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Conquer Your Weight

Episode #64: Inflammatory Arthritis with Dr. Isabelle Amigues

Show Notes

March 13, 2024

In this week's episode, Dr. Isabelle Amigues, rheumatologist, joins us to talk about inflammatory arthritis and the role obesity can play in these conditions.

Isabelle Amigues, MD, is a rheumatologist. She trained both in Paris as well as Columbia University, in New York City. She is based in Denver, CO where she sees patients. She is the author of multiple book chapters and scientific articles.

At age 40 she was diagnosed with stage IV metastatic breast cancer. A timely meeting with a non-traditionally trained practitioner taught her a different approach to disease. She experienced the power of meditation, visualization, energy healing and love. Her journey through cancer inspired her to learn more about these alternative techniques, and now that she has studied many of them she has integrated them into her own practice of medicine.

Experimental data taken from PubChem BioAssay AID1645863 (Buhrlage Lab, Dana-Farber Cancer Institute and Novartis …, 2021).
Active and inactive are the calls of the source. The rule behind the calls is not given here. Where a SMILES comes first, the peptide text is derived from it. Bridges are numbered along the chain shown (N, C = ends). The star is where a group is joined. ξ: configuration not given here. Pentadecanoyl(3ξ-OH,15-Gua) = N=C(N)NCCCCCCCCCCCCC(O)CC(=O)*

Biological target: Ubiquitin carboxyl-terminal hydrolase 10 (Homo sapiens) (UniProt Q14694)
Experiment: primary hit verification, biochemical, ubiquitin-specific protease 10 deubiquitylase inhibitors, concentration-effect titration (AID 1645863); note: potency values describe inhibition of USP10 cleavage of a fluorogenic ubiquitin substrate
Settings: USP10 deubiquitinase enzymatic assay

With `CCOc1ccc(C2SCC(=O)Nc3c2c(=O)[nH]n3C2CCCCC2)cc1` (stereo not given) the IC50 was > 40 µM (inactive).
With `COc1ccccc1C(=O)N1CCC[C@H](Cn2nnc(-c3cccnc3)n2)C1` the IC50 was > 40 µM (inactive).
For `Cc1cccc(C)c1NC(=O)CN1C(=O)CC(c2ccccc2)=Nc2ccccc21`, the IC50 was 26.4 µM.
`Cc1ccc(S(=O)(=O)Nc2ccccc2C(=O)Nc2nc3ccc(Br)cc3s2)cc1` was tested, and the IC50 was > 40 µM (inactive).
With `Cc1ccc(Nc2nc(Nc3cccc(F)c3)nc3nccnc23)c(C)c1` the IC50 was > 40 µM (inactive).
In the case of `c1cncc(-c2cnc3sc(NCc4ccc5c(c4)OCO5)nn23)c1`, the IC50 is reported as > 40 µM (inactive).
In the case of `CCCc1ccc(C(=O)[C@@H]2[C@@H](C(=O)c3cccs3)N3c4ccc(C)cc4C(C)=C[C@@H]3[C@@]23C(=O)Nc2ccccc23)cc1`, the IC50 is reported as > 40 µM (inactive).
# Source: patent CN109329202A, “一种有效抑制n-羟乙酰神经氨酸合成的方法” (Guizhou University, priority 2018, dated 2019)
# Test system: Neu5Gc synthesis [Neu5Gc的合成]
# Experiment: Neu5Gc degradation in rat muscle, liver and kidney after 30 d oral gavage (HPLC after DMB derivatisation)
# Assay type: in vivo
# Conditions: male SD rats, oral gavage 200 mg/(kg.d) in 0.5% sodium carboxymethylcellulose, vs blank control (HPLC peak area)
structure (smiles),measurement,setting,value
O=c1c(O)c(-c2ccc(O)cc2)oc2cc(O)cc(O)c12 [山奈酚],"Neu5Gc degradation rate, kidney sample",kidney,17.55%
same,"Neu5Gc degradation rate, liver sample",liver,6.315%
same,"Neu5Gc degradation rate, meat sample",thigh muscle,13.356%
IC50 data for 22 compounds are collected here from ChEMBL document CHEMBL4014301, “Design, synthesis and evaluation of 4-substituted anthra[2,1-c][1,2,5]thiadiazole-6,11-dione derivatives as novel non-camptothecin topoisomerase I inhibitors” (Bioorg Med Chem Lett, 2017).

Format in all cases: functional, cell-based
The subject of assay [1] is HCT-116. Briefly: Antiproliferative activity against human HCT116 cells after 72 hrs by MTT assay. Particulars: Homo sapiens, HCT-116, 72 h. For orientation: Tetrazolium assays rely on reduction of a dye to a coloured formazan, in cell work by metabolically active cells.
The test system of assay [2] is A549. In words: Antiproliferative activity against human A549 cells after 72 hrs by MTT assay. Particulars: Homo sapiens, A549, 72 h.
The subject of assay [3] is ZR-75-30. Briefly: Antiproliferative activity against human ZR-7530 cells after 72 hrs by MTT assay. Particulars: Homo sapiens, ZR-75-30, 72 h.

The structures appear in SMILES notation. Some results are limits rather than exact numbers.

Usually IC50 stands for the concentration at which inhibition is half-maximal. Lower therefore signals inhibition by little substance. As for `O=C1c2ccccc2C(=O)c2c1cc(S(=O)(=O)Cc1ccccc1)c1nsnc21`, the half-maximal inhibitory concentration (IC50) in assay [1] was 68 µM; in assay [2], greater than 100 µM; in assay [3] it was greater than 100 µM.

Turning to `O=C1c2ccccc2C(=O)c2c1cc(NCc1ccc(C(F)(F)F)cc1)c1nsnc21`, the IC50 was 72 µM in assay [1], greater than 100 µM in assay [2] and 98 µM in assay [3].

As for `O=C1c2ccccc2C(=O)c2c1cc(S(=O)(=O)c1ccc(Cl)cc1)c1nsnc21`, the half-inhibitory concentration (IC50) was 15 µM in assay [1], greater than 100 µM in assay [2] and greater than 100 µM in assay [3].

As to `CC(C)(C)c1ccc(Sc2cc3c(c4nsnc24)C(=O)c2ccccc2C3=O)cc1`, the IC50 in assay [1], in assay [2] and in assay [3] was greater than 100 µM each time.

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Dr. Sarah Stombaugh: This is Dr. Sarah Stombaugh and you are listening to the Conquer Your Weight Podcast, episode number 64. Announcer: Welcome to the Conquer Your Weight podcast, where you will learn to understand your mind and body so you can achieve long-term weight loss. Here's your host, obesity medicine physician and life coach, Dr. Sarah Stombaugh. Dr. Sarah Stombaugh: Hello everyone, and thank you so much for joining me today. I am excited to bring you a special guest for our episode, but before I do, I want to take a minute to invite you to join my medical practice. If you have been listening to my podcast for a while and thinking, oh my gosh, I wonder, is this the right fit for me? Am I a good candidate for these type of medications? I really wish I had someone to advise me on the right type of nutrition or exercise or whatever it is. If you wish that you had someone supporting you in your weight loss journey, I would love to be that person. Even if you're just questioning, I wonder if this could be a good fit, go ahead and reach out. I do a free 30 minute meet and greet visit on Zoom with any potential patient to learn about their goals and how I can best support them. And honestly, if it's not a great fit, no big deal, I will send you in the direction of another physician or another program that I think may be a good fit for you. So if you are interested in working together, go on over to That's You can find that webpage also in my show notes. Go on over to the individual visits page, fill out the form there, and our team will be in touch with you in order to get you set up with that free meet and greet. Visit to learn if my practice is a great fit for you. And now for today's episode. All right, welcome. Today, I am so excited, I have a guest with me, Dr. Isabelle Amigues. She is a rheumatologist and a good friend, and I'm so excited to talk with her about the role of arthritis, inflammatory arthritis, how diet plays a role, how some of these medications play a role. We were talking because about a month ago now, a really interesting paper came out talking about some of these new medications, the GLP-1 receptor agonist and how they can play a role. And so we are going to talk about that and all of the good rheumatological stuff today. So Dr. Amigues, thank you so much for being here today. Dr. Isabelle Amigues: Yes, and thank you so much for having me. Such a pleasure. Yes, Dr. Sarah Stombaugh: I'm so excited. Tell us a little bit about yourself. Dr. Isabelle Amigues: Yeah, absolutely. So I'm a rheumatologist, so I'm French, cannot hide it. I have the accent. So I did rheumatology, actually, I did everything in France and Paris and in Leon in France. And for love, I moved to the US, but it wasn't that easy. I had to do all of the training again. The good thing is that it's pretty much free in France, so it was okay. I did the residency and fellowship again and New York City. I finished with fellowship at Columbia University, and I love rheumatology so much that it was really just a pleasure. In fact, I even extended it a little bit. I wanted to do more research. And then I moved to Denver, Colorado that I love. And I was faculty practice in National Jewish, which is a faculty and researcher center. Did a lot of lung associated with rheumatologic disorder stuff. And then at 40, so almost five years ago now, I got diagnosed with stage four breast cancer, and I've done very well, continued to do so, and I really can thank the medicine, the western medicine for it, but I also discovered a whole new way to approach conditions that included eastern medicine such as Qigong and energy healing, meditation, visualization and things like that. And it was so powerful to me. So at first I thought, oh, this is placebo, right? Even if it's placebo, it doesn't matter. I want the placebo on my side, so I will take the 30% because usually placebo is 30%. But then I started looking into it and saw actually a lot of good studies on all of those. And so I started to integrate it into my practice and then realized that the type of practice I had with the faculty practice I was in didn't allow me to fully be this new rheumatologist that I had become thanks to this health crisis. And so I open the first direct care slash concierge rheumatology practice in Denver, Colorado a little over a year ago. And gosh, I love it. I think it's the most incredibly satisfying practice I've ever had. And it's funny, I thought maybe I would miss doing research and things like that, but actually I want to. And I think there will be a time in my life where I will do research again, but for now I am just enjoying taking care of patients, loving them, just making sure that they're doing well and offering the best of me to my patients. So that's what I do and I'm very happy. And I think it's cool to have this background of both a researcher as well as a clinician, and now really putting it all to the core of what clinical care is. Dr. Sarah Stombaugh: I love that. Your story is so amazing. Everything from your training and to your cancer and being able to be in a place where both, I mean you had double the training, right? Just simply because you did double the length of time really of any other physician out there, which is really pretty impressive. And your commitment to the field to do it. Again, we know a lot of physicians, my listeners may not know, but it's really common in medicine that people who've been practicing in another country when they come to America, they think, oh gosh, maybe I'll be a fill in the blank. And they change their specialty. So I love that rheumatology was so special to you that you continue to do that again. And we know that eastern medicine, it's been around for millennia, and so we know that there are so many benefits of it. So the fact that you've been able to use that in your personal journey and sharing that with your patients, I absolutely love that. So thank you for sharing with us. I would love to hear from you, I have patients all the time who are dealing with arthritis. Sometimes it is osteoarthritis, sometimes it is inflammatory arthritis. And I feel like there's not always good messaging about what is the difference between those things, both in terms of diagnosis and even treatment. So I'd love to hear from you about what those two different things are. Dr. Isabelle Amigues: Yeah, thank you so much for this question because it's really something that I try to put out. So I have my own rheumatology YouTube channel, and that's something I feel like I keep repeating over and over again because inflammatory arthritis carries so much more issues than osteoarthritis. So osteoarthritis is what we call mechanical joint pain, mechanical in the sense of it's the mechanics of the joint. That's an issue that's primarily an issue because as time goes, we are thinking that everything is inflammatory related, but for now, osteoarthritis has a genetic component and basically an overused component. And so if you're repeating [phone] use, we are seeing, for example, a lot of osteoarthritis because people are using their phone all of the time. If you're a worker like in the streets, you might have developed, if you're using some of those tools that are vibrating on the street, you might develop some type of osteoarthritis in places that usually we don't see and so on. And then there's also this genetic component and that type of pain is very different that the inflammatory arthritis. But before we go into this, the inflammatory arthritis is an arthritis that's associated, and that causes and is due to inflammation. Mostly it causes inflammation. And the problem with inflammation is that it can destroy your joint. So not great because then you can lose function, but it's actually more than that. Usually there is inflammation in your whole body. You may not necessarily see it, but you have it and you may have more cardiovascular disease, heart failure, hypertension, you may have lung disease, you may have skin conditions and fatigue, et cetera. And for me, one of the studies that I was involved actually as a first order was so cool because it was at Columbia University and we were looking at the heart of patients with rheumatoid arthritis who had no cardiovascular disease. And what we saw is the patients who had the higher activity of their disease, so their disease was more severe, we found that they also had more inflammation in the heart. There is no reason to have inflammation in the heart. But then even better, we saw that it decreased, that inflammation in the heart decreased as we treated the rheumatoid arthritis. And so I think that that's very, very cool. And so that really shows a difference between inflammatory arthritis and the mechanical arthritis. Now, in terms of how we distinguish it, and I think that that's very important for the people who are listening, there's three or four main questions that are really important and that can really help you reassure yourself saying, okay, this is not inflammatory or tell you have a call to action of please go and see a rheumatologist. One is that inflammatory arthritis is worse in the morning. That's number one. So is it worse in the morning or is it more like at the end of the day, if it's in the morning, if you wake up with pain, that's a problem, right? Then do you have morning stiffness? So do you feel stiff as if you had to wait until all the oil engine in your joints are working and that if it takes more than half an hour, we say that that's morning stiffness, that's consequential, so that is associated with inflammatory arthritis. And then do you have any swelling of the joint, not the bony swelling, but where if you touch it, it's like a cushy feeling that's inflammatory, and then does it get better with exercise? That's inflammatory. So I think the free question that the patients can ask that you all auditors can ask, is your pain worse in the morning? Is it associated with more than 30 minutes of morning stiffness? And third, is it better when you exercise? If you respond one to any of those questions, I would recommend you see a rheumatologist because you may have an inflammatory arthritis. So I think hopefully this helps each of those have a full hours lecture. Dr. Sarah Stombaugh: I appreciate that because a lot of times you hear people talking about arthritis, but it's not always clear what is meant. And it's very common when patients come into my clinic that they're dealing with osteoarthritis commonly of the lower legs, of the knees is very common, of the hips, and it's common because we're bearing our weight on those. And we know of course, that losing weight can make a really major difference in the improvement of those symptoms. But what we also know is that losing weight can improve the symptoms of inflammatory arthritis. So I'd love to hear a little bit for you, what does it mean to have inflammation? What is the role of obesity, or excess adipose tissue, that excess fat tissue, how does that contribute to the inflammation in our body and then specifically in inflammatory arthritis? Dr. Isabelle Amigues: What a good question. And one that has been looked at and continues to be looked at a scientific level with research and metabolic syndrome or overweight is affecting one-third of the population or even more. Dr. Sarah Stombaugh: Two-thirds. Dr. Isabelle Amigues: Two-thirds, right. Like what I was saying. I was like, no, it's more but two-thirds is so much. Dr. Sarah Stombaugh: Well, it's about one-third overweight and one-third obesity. And so when we combine it, it's significant. Almost 70% or a little more than 70% of our population has overweight or obesity. Dr. Isabelle Amigues: So there's a lot of conditions that are associated with it. And basically, so we know that adipose tissue is pro-inflammatory, that we know that in cardiovascular disease, we actually know this also in cancer patients. So for example, breast cancer, one of the things that I don't want to happen to me is recurrence. So I look very much at what can I do to prevent that? And it turns out that there's a study that shows that overweight, so not even just obesity, but overweight is associated with more recurrence. You're like, okay. And it's because we think now that cancer is a pro-inflammatory state. So now coming to the rheumatology perspective, and we were not sure, we had some ideas that, for example, a lot of psoriatic arthritis patients, it's a certain type of inflammatory arthritis, they tend to be overweight and obese, and we all had seen that with improvement of their weight, they would be better, but there was no study per se. And then we started doing studies and we started seeing that there is a direct correlation between fat tissue or adipose tissue, and number one, developing psoriatic arthritis or rheumatoid arthritis or inflammatory arthritis in general. And number two, with layers. So the activities, so how severe those inflammatory arthritis are is related to how much fat you have in your body. And so very often what I would tell my patient is that it's not about how much you weigh, it's how much muscle tissue you have versus how much fat tissue you have. And so if everything is muscle or good, even if you weighed very little, but all you have is just adipose tissue, that's still a problem. And so there's such a correlation. You can actually look at the tissue, the fat tissue, and see that it's inflammatory. It's really, really cool. The studies that are looked at right now are very, very interesting when it comes to inflammation and adipose tissue. I don't know if I answered your question. I was going to go somewhere else after that, but yeah, that's the first piece. Adipose tissue or fat tissue is pro-inflammatory and causes rheumatoid arthritis causes psoriatic arthritis. Those we know probably causes other inflammatory arthritis to be honest. And it's associated with more severe disease, in both cases like rheumatoid arthritis and psoriatic arthritis. Dr. Sarah Stombaugh: And so what do we do about that besides the obvious of lose weight, how can we best support our patients in doing that? Dr. Isabelle Amigues: So up until very recently, personally, my goal is always remission, especially in rheumatoid arthritis and in psoriatic arthritis, and we have a whole set of what we need to do called the treat to target. So you start with maybe a DMARD and then a medication or a medication, and then you go to a biologic, which is you go very directed against inflammation. And really, honestly, in a lot of patients it works superbly and we get to full remission like that. And that's great. And some patients, I had this hint right there where I remember when I think it was the GLP-1 agonist, and I had a patient that had diabetes and that had no, she was obese and she had psoriatic arthritis. And I remember thinking, I've tried so many treatments for you and you haven't achieved remission, you're much better, but you haven't achieved remission. And I remember telling her, and it was at the beginning of all of those drugs, and I was like, I think you would benefit from trying. And I think it was Trulicity maybe at the time, and I was like, I think you should try Trulicity and see how that works for you. She had diabetes, so got approved right away, started it. So there's a time where it wasn't so known, so not everyone knew about it. So she started it, she had it and she loses 30 pounds. But in the process, and sorry, and in the process, not only does she lose 30 pounds and she also gets perfect remission of her psoriatic arthritis. We had not changed anything else. That is the only thing that did. And so the reason I share this is that when you have inflammatory arthritis, you have pain. So it's very hard to say, oh, just exercise. And we all know it's not easy to lose weight, especially if you have insulin resistance like after menopause or if you have diabetes. It's not easy to lose weight. And I'm so upset every time someone is like, oh, just lose weight. And they're like, okay, yeah, sure. Tell me how. Dr. Sarah Stombaugh: Yeah, like I haven't been trying that. Dr. Isabelle Amigues: Yeah, it's kind of ridiculous. And it's always the woman that get that. I feel like in men, we don't usually say that. We don't hear that as often, but woman is like, oh, you should just lose weight. And I'm like, wait, what? Tell me how. Really that's important. So then comes, and I think that that's what you were referring to, this article in nature, which I think is just a review, a small review article to show that all of those drugs, and this is where I get so excited because you could say, okay, well, we're decreasing the adipose tissue, we're decreasing the weight. So because you're decreasing the weight, you're decreasing the adipose tissue when you use GLP-1 agonist and semaglutide and so on, and that's great. And that by itself is going to decrease the inflammation that's associated with my patients with inflammatory arthritis. Now, do they have their own anti-inflammatory mechanism is a question. And that is very cool. I can remember my patient, she loses 30 pounds and she also gets into remission. So that's just one example. I've got some other ones since, but then I think it's really cool to say, well, what if the first step in treatment of a patient that's obese would be to lose weight and to help them with that? I think we say that first you lose weight, then you exercise. I think it keeps changing, but it's what at first you lose weight, then you can keep exercising. You can start exercising because having less weight allows you to have more energy and to work out. But I think it's really just this approach of can I help your inflammatory arthritis from both side? And really it's the third side, the side of I'm helping the inflammation directly with the drugs that I know in rheumatology. The second side is helping the inflammation by decreasing your weight and also helping maybe the inflammation by those new drugs as well. And then the third side is this empowerment of the patient of lifestyle changes and then more exercise and a better diet. And if you want, we can talk about anti-inflammatory diet, but really this holistic approach of it's not just one thing because we're so complex, it's really just attacking and it's not attacking, but managing. Dr. Sarah Stombaugh: That's really comprehensive. And I think that's because that's exactly it, right? When we think about our bodies are so complex, it's never going to be, let's just do this one thing and it changes everything. These medications, whether we're talking about for the treatment of obesity or for the treatment or support of inflammatory arthritis, they're just part of the picture. And when we can think about the other medications for arthritis, thinking about the dietary changes, the exercise changes, what is the comprehensive lifestyle that involves, and yeah, I would love to hear that from you because we often hear inflammatory or I want to follow an anti-inflammatory diet, and what does that really mean? Dr. Isabelle Amigues: Well, yeah, that's such another excellent question. I will say that I didn't understand it either, and I thought anti-inflammatory diet and Mediterranean diet and whole food plant-based diet was all three different diets. And then you start looking into it and you're like, no, no, no, no, no, they're actually almost the same. So a whole food plant diet is just the same than a Mediterranean diet just without the fish or the meat because you're trying to not have any animal protein and anti-inflammatory diet and a Mediterranean diet, if you look at it, it's literally the same. So then I can speak about the inflammatory diet. The inflammatory diet is basically the SAD diet, standard American diet. It's really sad because it's basically what my kids want, burger, bread, processed food, sugar. And the truth is that we are made to like this. It's not our fault. We like sugar. When we were made as the first human, if there was sugar, you wanted to pile that up because you didn't necessarily have access to the sugar in a long, you didn't have access to the blueberries or whatever, raspberry or strawberry the whole year. So you wanted to pile that up so that you would have access to reserve during a time where there was not as much food. The problem is that now we have enough food, and so then they create inflammation because they are piling up and they do create more fat, and then ultimately that's inflammatory. And then on top of that, there are some nutrition choices that are not nutritive and are pro-inflammatory. And that is usually processed food, sugary food, and red meat mostly. And it is proven that it is pro-inflammatory. It is proven that people who eat this have more chance of having rheumatoid arthritis, and it's proven that it can cause flare. And in fact, I have so many times my friends, my patients would tell me that they would develop flare if they eat sugary stuff. And so then an anti-inflammatory diet or the Mediterranean diet is pretty much a diet that's choosing to stay away from this. And I will give you a really cool example. So I'm French. My family comes from the south of France. So Mediterranean, they are coming from Corsica. And when I was a kid, I would hang out at the cemetery. It is not creepy, it's not sad. Imagine the sun, the view on the sea and you're by the mountain. It's actually beautiful. My grandma would go and take care of the tomb and she would meet other people because it's a very surprisingly very social plates, at least it was. I don't know that it's still a social place now, but then you have me as a kid and my brother and my sister, and we're small and we start just playing in the cemetery. And again, beautiful sun like blue sky. So it's fun. The cool thing was for me, I was learning how to do subscription. And a very cool thing was to start realizing that a lot of people were lived to be 98, 100, 96. And I mean we're talking when I was young, less than 10 years old. So that's thirty-five years ago. And when those people had died much before, and it turns out we know that they eat a very specific diet because what do they have? They have access to a little bit of meat, and that would be the type of meat that you would eat only during the big holidays. So Easter or Christmas, something like that. I can just think of what my grandma would make to know what an anti-inflammatory diet or Mediterranean diet is. So they would eat a little bit of fish, very little. They would eat very little amount of meat. They would eat a little bit of fish, but not that much. And really what they were eating was salads, like products of the garden and salads and chickpeas and tomatoes that add so much taste and olive oil because that's Mediterranean area where you can do olive oil. And there was a little bit of bread, even though here, I don't know, the bread in this country is definitely processed differently than in France, but you would have one piece of bread, right? It is not like the whole bread. And so then you're thinking, okay, well, so a Mediterranean diet is a diet where you enjoy your food. It has a lot of taste and you have moderation in meat and moderation even in fish. And really it's more whole food plant based. That is an anti-inflammatory diet, and that works if you do it, you feel better if you do it, you have less joint pain, you have more energy, and it's proven in so many countries and in so many places, and that's what we should all strive for. So yeah, that's the anti-inflammatory diet. Dr. Sarah Stombaugh: I love you sharing that. Dr. Isabelle Amigues: I went on the tangent of the cemeteries... Dr. Sarah Stombaugh: No, I love it because I think one of the things I say to my patients sometimes is, would your grandmother recognize that food? And so if your grandmother has no idea what you're eating, it is not real food. If it's not made of real ingredients combined together, my grandmother would recognize a chocolate chip cookie. She would not recognize even a protein bar for example. What is this food that we or food-like item that we are putting into our bodies? Dr. Isabelle Amigues: And I always go back, I'm someone who really likes, I like fairness. I don't like when things are unfair. And one of the thing that really I cringe is the fact once you know that the reason people are tending to all of those really bad food because we all know it's bad, and I would say the other day I had not eaten and where did I gravitate towards? There was a smoothie and then I was like, wow, this smoothie is really good. And then you realize that there's 23 grams added sugar. And so then it's realizing that if we like something more than the spinach, it's probably because there's added sugar because that's their way of selling. And so then we realized that and we're like, okay, do I want to be manipulated by the system or do I want to do my own choice? And it's not necessarily, I think I personally try to give myself some grace and I definitely give my patients grace. It's funny how we're always harder on ourself when it comes to food because it's not easy. Everything is made so that we eat the processed food because it costs us money to make and it's highly addictive, and so you're going to eat more of it. Dr. Sarah Stombaugh: I always say that is someone's full-time job. There are food engineers who their entire job is to work on what is the texture and the flavor and the mouthfeel, and there are people who get paid lots of money by every single corporation in order to make that Oreo. An Oreo is perfectly designed to be crunchy and then creamy and then crunchy and got the tiniest bit of salt balance the sweet. That is a full-time job. That is many people's full-time job is to create and craft the Oreo. And so when you think about that for all of these highly processed foods, it's like of course they are designed to be really addictive. And what I think is really fun though is that some of these real foods can be really, really, really delicious also, and I think that's part of it too, is learning how to prepare them and how they can be enjoyable. Because I used to hate broccoli, for example. I thought it was blech, and it took a really serious dedication of, okay, it turns out I don't like broccoli when it's over steamed in a microwave, but when I roast it or when I saute it or when I do these different things, it's actually much more enjoyable. Dr. Isabelle Amigues: Yeah, that's exactly it. That's exactly it. Discovering the pleasure in eating food at a different level and it takes a food education. It is not easy, but it's so powerful because then it empowers everyone to make choices. I love bread, and so I started doing my own bread with flour that comes from France, and yeah, I felt less side effects from it because otherwise I feel pretty bloated if I eat bread from here. And that is kind of cool. I was like, oh, I'm empowered to make my own bread. It's cool. Dr. Sarah Stombaugh: Yeah, I love that. Well, and thinking about each of our journeys, it's going to be different. And there's these general principles that we can apply to anyone and looking at, even if you're desiring like, oh my gosh, I wish I could eat these healthy foods. And it's so challenging. That's where it's been really neat to see some of these medications, the role that they play in the food chatter in supporting the healthy decisions that we're already making. And you probably know Semaglutide just got FDA-approved last week for cardiovascular risk reduction, so not for diabetes, not for weight. And so we're starting to see it and it's fun to think, are we going to see it for inflammatory arthritis and for these other conditions because our weight is really just the result of so many things in our life. And so thank you for coming on to share that. Let me ask you, as we wrap up, is there anything that you'd like to share with our listeners? Dr. Isabelle Amigues: Yeah, I mean, I think we touched about so many things when it comes to food and inflammatory arthritis, but I do have a podcast and I do have a podcast on UnabridgedMD where I really would love to have you on. And then I also have a rheumatology YouTube videos where it's called Rheumatology 101 by Dr. Isabel Amigues, but really rheumatology 101, and you should be able to see it because it's really important to educate patients and to educate ourself really in this landscape that's ever changing. There's so much and there's data that there is people who are scientific and there's other people who are not scientific and what's real, what's not, and is there any data and so on. So love educating and so always happy. And then of course, if anyone has a rheumatologic condition, I'm happy to take care of them if they are interested. On the social media and everything, my practice is called on UnabridgedMD for the non edited version of the physician and the patient. Dr. Sarah Stombaugh: I love that. And we will share all of your links in the podcast notes so my listeners can check you out there. Thank you, Dr. Amigues, so much for doing us today. We really appreciate it. Dr. Isabelle Amigues: Thank you.